Update: Trustees Release Statement Regarding Firefighter Layoffs
Board's Public Information Committee says vote to reduce the salaried staff by six positions came after "a great deal of study and deliberation."
The undersigned, a majority of the Board of Trustees, voted to reduce the salaried staff of our fire department by six positions. The decision comes after a great deal of study and deliberation. Among other diligence, the Village utilized the services of an independent national firm with expertise in municipal operations, including the delivery of fire services. It was concluded after consultation with the Chiefs that with the implementation of some new procedures, including the way firefighters are dispatched, that there was an opportunity to reduce the size of the department without impacting the safety of the community. These procedures are now being put in place. The savings to the Village and taxpayers is close to one million dollars a year. At a time when we are confronted with rising health care and pension costs, this decision, however painful, is necessary.
Our residents can be assured that the new staffing levels will not impact public safety and all three firehouses will remain open 24 hours a day. The firehouses will continue to be manned by paid firefighters during all shifts, this is in addition to our 100 dedicated volunteers. Public safety is the top priority of this Board and that is why we continue to be one of two communities in all of Nassau County with a salaried fire department.
It’s important that residents realize that it’s not popular to lay off people and emotions can get in the way of the facts. This decision was based on all the facts and implemented for the benefit of the entire community. We will continue to look for opportunities to reduce spending without impacting services.
The Public Information Committee of the village board of trustees is working on a document, which possibly may end up a Village Facts, explaining how the board came to approve six firefighter layoffs and one fire lieutenant demotion, according to trustee and committee member Nick Episcopia.
The announcement came after some residents, including Episcopia's wife, Dorothy, became frustrated at the Feb. 7 meeting.
"I know how much thought went into this because I live with it. I know these decisions aren't made lightly. Unfortunately gentlemen, the people who walked out of here do not," she said, referring to many of the career firefighters and their supporters who left the Feb. 7 meeting angry and disappointed after the layoffs were approved. "This does everybody a disservice and mostly yourselves. We don't want to wait while you figure out what kind of Village Facts you're going to put out, what kind of press release you're going to put out. For goodness sake, this is very important to many people."
Dorothy Episcopia added, "I am so upset and so disappointed that we didn't hear loud and clear that this ICMA report did include some kind of a risk assessment. That's what brought you to this. Not one of you said it."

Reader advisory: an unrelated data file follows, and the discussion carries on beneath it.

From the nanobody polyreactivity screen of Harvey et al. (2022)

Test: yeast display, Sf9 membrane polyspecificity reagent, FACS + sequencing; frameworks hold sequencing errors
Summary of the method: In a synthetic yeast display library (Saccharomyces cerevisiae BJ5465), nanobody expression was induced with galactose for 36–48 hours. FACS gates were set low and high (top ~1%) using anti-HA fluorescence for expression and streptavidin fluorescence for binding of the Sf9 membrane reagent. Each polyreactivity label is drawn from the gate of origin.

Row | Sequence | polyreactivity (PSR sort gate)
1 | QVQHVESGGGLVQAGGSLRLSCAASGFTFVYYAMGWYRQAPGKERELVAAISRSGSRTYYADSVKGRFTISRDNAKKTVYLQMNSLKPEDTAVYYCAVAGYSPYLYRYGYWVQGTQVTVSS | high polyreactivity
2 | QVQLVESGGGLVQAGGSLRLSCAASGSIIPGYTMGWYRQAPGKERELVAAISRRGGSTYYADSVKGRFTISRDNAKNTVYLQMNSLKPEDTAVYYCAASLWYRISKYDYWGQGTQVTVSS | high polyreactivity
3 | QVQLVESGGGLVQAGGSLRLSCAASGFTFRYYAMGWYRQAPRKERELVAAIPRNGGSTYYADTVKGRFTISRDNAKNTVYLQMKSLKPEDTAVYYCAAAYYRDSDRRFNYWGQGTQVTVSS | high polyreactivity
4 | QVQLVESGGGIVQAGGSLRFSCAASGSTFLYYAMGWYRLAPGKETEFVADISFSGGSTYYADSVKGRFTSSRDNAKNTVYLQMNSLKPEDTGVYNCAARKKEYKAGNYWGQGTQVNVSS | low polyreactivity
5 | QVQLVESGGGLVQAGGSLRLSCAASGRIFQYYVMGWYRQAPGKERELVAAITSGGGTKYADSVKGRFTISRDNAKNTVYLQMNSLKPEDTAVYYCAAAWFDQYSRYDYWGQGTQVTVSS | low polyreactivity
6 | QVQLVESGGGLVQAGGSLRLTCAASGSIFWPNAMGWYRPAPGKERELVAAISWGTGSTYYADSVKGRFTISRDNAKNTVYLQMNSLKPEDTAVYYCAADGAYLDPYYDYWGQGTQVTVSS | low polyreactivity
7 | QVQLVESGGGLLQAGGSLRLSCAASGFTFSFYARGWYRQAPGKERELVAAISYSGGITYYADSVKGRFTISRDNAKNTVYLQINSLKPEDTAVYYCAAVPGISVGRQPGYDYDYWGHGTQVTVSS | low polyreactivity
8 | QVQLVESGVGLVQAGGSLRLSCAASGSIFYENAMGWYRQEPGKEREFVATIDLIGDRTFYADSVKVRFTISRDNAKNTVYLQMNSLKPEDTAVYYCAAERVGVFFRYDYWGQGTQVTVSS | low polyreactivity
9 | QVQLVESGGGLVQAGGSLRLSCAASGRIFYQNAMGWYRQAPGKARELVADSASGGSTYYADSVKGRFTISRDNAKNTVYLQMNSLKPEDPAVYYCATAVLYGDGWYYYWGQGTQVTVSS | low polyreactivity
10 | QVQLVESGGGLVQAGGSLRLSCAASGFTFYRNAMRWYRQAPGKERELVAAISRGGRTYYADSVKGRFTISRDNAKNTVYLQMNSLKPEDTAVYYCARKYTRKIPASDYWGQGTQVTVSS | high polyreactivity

TJ Michon, a 13-year Garden City career firefighter, asked Chief Charles Cavarra if in fact a risk assessment analysis was performed.
Chief Cavarra said an analysis was performed. When Michon asked if he could provide copies of it to the public, Cavarra replied, "Sure could, I've never been asked before." (On numerous occasions Garden City Patch has asked Chief Cavarra for a copy of the analysis but none has been provided thus far.)
Fellow Claydon Road resident Allison Sparacino said she appreciated the board's focus on managing the budget but had wished she heard more from the trustees who voted for the layoffs. "I didn't hear how you guys got comfortable with doing that ... How did you come to this decision? What am I going to tell other people that are now going to hear about this meeting to be rest assured that responses are going to be the same and we're all going to be safe in our homes? Can you do that for me?"
Mayor Don Brudie, one of two board members who voted against the cuts, replied, "I don't think you can."
Trustee Episcopia said the public document that's in the works will outline how trustees came to this conclusion and what they think the benefits are. "There was a lot of serious thought put into it. We understand people's lives are involved here. We understand there are young children involved. No one did this because they wanted to get back at somebody or anything along those lines," he assured.
John Delany of Spruce Street, a member of this year's Citizens Budget Review & Advisory Committee (CBRAC) suggested the board release the document "promptly."
"Village Facts, whatever you do, please get it out there because I can see the next Garden City News. You did it behind closed doors. You didn't consider everything. I know that's not what happened and I know you didn't want to do it. But it leaves an impression. Half the people that spoke here tonight don't have any of the facts. Closing firehouses that aren't going to be closed. It's scary to listen to these people. They don't know that's why they say it. Please get something out quickly."
"There are a lot of people out here who would be pleased to know how hard you think about these things but they don't know a thing because nothing comes from you," Episcopia added, addressing the board. "I am very frustrated, very upset and very saddened by this, personally. Don't take a month to figure out a Village Facts and another month to figure out who's going to write it. Get public information out immediately. it is so important to everybody."
It is unclear when the committee will release the document.
Would you like to see a document outlining the reasons why trustees voted in favor of firefihgter layoffs? Let us know in the comments section below.